One of the questions I get asked the most about embroidery is 'how many strands?'. I use stranded embroidery thread for all my patterns, mainly DMC but sometimes a little bit of Anchor. The only reason I try to focus on DMC threads is that they are more widely available globally, I love Anchor threads too. The patterns do contain notes on the number of threads I've used in various areas of the stitching but it's not necessary to follow them exactly depending on the effect you want to create.
when I draw with micron pens I have a range of different nib sizes and I swap pens according to the thickness of line that I want. I do exactly the same thing with embroidery threads. However I do have a go to number of threads, if in doubt I will automatically stitch with 2 strands. A lot of the pattern stitching will use 2 strands of threads.
Above you can see backstitch created using varying numbers of threads. As a rule I don't go above three strands for backstitch. This is mainly because a lot of my designs are quite delicate and anything thicker can look a little heavy. But I will occasionally couch six strands of thread with two strands of another colour, this makes a nice outline or decorative effect. I especially love the effect of a single strand of thread
my 'catching wishes' design was stitched using a single strand because I really wanted to keep the sketchy ethereal feeling of the original drawing which was done in pen and ink, so quite scratchy and fine. It helps to have a magnifying lamp (or very good eyesight) for stitching with a single thread.
another place I almost always use a single strand is for stripes on socks, sleeves etc. It stops the legs looking too heavy and the tights or socks from looking too thick
Stripes to fill a larger area are a perfect place to play around with numbers of strands. In the image above I used 4 strands of blue and 2 strands of green. I find it more interesting to look at than even stripes of two strands each. If I use an even number of strands I will often use three colours rather than two (for example I would use blue green and perhaps an orange if I were using two strands for each of the colours) which again makes it more interesting.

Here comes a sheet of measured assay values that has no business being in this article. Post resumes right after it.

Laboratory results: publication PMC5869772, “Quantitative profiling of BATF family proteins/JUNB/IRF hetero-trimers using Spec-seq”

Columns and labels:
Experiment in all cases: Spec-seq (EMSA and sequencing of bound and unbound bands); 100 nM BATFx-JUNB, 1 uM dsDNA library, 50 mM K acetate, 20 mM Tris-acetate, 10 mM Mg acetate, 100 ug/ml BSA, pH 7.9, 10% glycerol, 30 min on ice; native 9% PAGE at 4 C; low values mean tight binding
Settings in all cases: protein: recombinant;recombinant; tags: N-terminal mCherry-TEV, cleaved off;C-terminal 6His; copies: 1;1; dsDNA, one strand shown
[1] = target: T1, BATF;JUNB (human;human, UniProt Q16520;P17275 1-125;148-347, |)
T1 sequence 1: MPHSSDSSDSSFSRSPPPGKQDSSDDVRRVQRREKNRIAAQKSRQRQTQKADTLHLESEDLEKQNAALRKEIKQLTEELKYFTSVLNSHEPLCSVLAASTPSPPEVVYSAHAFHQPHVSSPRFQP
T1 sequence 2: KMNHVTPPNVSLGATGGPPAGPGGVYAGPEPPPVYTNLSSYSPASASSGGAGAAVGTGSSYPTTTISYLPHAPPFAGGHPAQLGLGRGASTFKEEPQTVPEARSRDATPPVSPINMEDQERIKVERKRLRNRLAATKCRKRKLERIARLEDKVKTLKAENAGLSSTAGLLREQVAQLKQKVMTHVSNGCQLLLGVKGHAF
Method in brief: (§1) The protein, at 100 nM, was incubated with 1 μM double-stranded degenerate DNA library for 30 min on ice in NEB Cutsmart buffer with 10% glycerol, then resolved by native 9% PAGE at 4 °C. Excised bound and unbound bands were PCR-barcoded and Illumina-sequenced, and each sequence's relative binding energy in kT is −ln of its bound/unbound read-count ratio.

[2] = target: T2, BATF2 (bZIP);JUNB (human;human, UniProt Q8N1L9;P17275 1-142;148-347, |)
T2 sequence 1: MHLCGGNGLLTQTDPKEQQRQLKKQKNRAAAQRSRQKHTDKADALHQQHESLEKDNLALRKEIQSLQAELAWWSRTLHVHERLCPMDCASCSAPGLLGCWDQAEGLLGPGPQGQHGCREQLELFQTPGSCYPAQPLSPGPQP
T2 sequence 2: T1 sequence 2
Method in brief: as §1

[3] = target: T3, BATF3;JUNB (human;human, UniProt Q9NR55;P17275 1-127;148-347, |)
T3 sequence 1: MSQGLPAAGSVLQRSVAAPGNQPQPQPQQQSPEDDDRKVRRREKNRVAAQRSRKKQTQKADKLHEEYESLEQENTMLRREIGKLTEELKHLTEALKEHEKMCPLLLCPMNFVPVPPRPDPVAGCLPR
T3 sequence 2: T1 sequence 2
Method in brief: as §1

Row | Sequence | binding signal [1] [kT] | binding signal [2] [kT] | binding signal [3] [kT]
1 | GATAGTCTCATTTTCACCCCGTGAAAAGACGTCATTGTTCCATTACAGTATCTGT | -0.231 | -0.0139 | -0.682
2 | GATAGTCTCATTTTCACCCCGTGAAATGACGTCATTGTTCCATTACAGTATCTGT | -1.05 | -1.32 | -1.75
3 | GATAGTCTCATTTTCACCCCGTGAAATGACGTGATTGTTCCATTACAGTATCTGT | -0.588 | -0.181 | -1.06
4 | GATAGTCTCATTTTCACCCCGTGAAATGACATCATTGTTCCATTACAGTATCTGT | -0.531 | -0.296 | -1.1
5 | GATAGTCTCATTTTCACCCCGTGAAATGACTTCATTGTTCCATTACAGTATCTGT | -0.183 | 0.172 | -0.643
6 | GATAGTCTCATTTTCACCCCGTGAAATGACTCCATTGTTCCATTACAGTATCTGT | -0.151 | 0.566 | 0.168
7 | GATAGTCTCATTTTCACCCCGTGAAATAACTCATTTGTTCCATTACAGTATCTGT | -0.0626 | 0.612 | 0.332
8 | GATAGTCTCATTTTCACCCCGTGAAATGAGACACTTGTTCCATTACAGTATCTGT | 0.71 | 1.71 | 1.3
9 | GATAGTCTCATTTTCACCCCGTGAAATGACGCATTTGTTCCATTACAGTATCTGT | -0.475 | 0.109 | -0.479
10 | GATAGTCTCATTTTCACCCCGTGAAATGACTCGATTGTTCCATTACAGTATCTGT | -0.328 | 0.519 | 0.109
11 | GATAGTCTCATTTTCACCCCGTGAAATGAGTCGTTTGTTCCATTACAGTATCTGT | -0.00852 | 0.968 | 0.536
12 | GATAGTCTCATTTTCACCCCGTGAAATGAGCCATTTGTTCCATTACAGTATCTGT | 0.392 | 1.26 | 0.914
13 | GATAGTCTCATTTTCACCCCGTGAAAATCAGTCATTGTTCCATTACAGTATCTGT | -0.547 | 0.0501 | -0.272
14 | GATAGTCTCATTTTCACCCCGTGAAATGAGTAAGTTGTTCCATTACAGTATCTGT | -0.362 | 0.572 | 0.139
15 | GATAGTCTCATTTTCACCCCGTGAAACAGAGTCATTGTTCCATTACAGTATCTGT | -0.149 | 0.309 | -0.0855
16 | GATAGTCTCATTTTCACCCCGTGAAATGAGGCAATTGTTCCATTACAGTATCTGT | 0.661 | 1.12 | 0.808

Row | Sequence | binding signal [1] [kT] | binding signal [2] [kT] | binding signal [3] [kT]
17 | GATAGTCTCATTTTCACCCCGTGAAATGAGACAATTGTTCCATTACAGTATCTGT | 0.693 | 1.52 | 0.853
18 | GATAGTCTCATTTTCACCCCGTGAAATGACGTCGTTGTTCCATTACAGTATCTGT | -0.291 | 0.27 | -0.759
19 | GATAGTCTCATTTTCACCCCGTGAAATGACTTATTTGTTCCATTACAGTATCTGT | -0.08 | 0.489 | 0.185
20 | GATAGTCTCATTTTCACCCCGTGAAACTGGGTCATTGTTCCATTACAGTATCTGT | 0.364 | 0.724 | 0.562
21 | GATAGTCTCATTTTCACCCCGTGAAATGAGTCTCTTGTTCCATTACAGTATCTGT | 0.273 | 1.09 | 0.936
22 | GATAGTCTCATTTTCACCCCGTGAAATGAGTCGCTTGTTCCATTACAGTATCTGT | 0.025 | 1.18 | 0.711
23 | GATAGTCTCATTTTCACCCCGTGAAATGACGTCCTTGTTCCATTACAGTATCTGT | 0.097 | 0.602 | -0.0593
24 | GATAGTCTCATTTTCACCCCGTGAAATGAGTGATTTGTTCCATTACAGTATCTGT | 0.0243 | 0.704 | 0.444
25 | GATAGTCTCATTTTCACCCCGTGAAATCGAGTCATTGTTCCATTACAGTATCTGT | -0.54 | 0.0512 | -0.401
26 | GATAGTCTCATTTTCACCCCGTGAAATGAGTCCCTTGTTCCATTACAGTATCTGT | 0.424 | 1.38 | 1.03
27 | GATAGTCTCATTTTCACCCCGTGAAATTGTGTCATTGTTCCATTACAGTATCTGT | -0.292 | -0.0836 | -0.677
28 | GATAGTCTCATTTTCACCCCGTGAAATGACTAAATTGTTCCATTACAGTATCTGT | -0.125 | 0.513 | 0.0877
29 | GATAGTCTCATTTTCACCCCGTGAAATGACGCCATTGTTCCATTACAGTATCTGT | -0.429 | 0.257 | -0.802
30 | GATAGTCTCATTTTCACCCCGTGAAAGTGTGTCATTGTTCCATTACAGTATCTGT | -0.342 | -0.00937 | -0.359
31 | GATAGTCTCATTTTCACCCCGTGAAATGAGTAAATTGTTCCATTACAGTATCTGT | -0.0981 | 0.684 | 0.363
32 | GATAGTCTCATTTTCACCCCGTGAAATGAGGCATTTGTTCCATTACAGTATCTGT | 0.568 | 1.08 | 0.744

Another place where the number of strands you use can make all the difference is in french knots. In the past I would wrap the thread around twice if I wanted a bigger knot but a lovely embroiderer told me that she had been taught to increase the number of threads rather than the number of wraps to create a larger knot. This method is much more satisfying and keeps the knot clearer. So above you can see a range of knots from two strands to six strands. It's worth just messing around with numbers of strands to see which you like the best. I do love three strands personally.
In the past I haven't used a lot of chain stitch but recently I've been quite drawn to it. It's a little more involved than backstitch and I find I have to concentrate more, I don't find it as easy to get into a rhythm but it creates beautiful hair and chains for bunting. I tend to use 2 strands, I find 3 strands is a little too bulky and needs a bigger stitch but it would make a great outline stitch if you wanted a bold slightly frilled edge. I do like the delicacy of the single strand chain, it feels loose and would make a great chain for your bunting.
Stitching up little samples of basic stitches using different numbers of strands of threads is a fun thing to do. You could keep it in a stitch notebook or file for future reference, noting the numbers of threads that you used.
Now back to stitching up my new caravan embroidery design (designed to fit inside a hoop) ready for the end of the month.
I hope you are managing to find little pockets of time to do a little stitching in the summer months (unless of course you are in the depths of winter and cosy by the fire)